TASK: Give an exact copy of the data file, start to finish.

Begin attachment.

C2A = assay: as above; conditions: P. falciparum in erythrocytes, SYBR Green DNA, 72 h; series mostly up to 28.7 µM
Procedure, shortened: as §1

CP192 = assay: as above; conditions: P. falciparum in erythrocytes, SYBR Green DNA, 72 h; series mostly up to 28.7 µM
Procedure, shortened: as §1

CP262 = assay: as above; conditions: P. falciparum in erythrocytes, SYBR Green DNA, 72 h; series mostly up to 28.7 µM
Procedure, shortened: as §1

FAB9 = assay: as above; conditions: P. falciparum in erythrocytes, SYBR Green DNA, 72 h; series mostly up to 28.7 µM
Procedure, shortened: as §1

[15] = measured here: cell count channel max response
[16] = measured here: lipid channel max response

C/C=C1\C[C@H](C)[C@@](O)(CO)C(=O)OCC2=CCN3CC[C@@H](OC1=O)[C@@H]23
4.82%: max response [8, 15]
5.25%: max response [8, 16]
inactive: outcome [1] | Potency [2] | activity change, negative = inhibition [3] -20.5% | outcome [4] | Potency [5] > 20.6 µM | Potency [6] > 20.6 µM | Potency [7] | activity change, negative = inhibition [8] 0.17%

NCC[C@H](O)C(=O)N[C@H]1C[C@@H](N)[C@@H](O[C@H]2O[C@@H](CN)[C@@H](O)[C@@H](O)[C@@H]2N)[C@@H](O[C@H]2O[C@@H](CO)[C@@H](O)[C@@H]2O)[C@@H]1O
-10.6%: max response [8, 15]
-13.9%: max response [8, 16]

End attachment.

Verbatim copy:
C2A = assay: as above; conditions: P. falciparum in erythrocytes, SYBR Green DNA, 72 h; series mostly up to 28.7 µM
Procedure, shortened: as §1

CP192 = assay: as above; conditions: P. falciparum in erythrocytes, SYBR Green DNA, 72 h; series mostly up to 28.7 µM
Procedure, shortened: as §1

CP262 = assay: as above; conditions: P. falciparum in erythrocytes, SYBR Green DNA, 72 h; series mostly up to 28.7 µM
Procedure, shortened: as §1

FAB9 = assay: as above; conditions: P. falciparum in erythrocytes, SYBR Green DNA, 72 h; series mostly up to 28.7 µM
Procedure, shortened: as §1

[15] = measured here: cell count channel max response
[16] = measured here: lipid channel max response

C/C=C1\C[C@H](C)[C@@](O)(CO)C(=O)OCC2=CCN3CC[C@@H](OC1=O)[C@@H]23
4.82%: max response [8, 15]
5.25%: max response [8, 16]
inactive: outcome [1] | Potency [2] | activity change, negative = inhibition [3] -20.5% | outcome [4] | Potency [5] > 20.6 µM | Potency [6] > 20.6 µM | Potency [7] | activity change, negative = inhibition [8] 0.17%

NCC[C@H](O)C(=O)N[C@H]1C[C@@H](N)[C@@H](O[C@H]2O[C@@H](CN)[C@@H](O)[C@@H](O)[C@@H]2N)[C@@H](O[C@H]2O[C@@H](CO)[C@@H](O)[C@@H]2O)[C@@H]1O
-10.6%: max response [8, 15]
-13.9%: max response [8, 16]